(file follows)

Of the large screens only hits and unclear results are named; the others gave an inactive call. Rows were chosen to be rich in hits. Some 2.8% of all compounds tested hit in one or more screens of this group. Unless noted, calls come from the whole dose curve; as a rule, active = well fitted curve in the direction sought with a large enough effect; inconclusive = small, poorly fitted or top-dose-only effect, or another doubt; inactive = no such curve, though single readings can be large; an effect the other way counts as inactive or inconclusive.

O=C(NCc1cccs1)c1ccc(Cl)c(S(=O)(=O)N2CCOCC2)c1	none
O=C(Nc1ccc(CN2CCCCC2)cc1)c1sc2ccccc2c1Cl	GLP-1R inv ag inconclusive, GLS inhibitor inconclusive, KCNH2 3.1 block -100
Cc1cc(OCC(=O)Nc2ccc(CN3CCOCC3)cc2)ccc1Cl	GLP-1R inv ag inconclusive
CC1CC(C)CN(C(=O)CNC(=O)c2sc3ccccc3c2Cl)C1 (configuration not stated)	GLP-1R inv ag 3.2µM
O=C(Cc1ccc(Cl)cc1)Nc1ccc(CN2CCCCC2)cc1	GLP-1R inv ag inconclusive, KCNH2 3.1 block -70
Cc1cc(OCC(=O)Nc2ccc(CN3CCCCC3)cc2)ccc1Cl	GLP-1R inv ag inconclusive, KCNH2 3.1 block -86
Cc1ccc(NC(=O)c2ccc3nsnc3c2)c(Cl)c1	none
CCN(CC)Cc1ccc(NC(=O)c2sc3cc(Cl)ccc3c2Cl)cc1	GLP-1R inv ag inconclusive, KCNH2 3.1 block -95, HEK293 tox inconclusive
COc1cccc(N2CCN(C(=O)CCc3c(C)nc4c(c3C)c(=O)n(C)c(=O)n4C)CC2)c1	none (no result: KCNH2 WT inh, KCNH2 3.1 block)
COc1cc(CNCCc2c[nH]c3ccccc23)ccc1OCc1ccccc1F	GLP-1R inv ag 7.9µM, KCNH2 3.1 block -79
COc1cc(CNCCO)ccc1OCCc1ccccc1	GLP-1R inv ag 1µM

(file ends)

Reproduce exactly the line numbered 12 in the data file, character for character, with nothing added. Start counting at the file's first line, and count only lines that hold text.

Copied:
COc1cc(CNCCO)ccc1OCCc1ccccc1	GLP-1R inv ag 1µM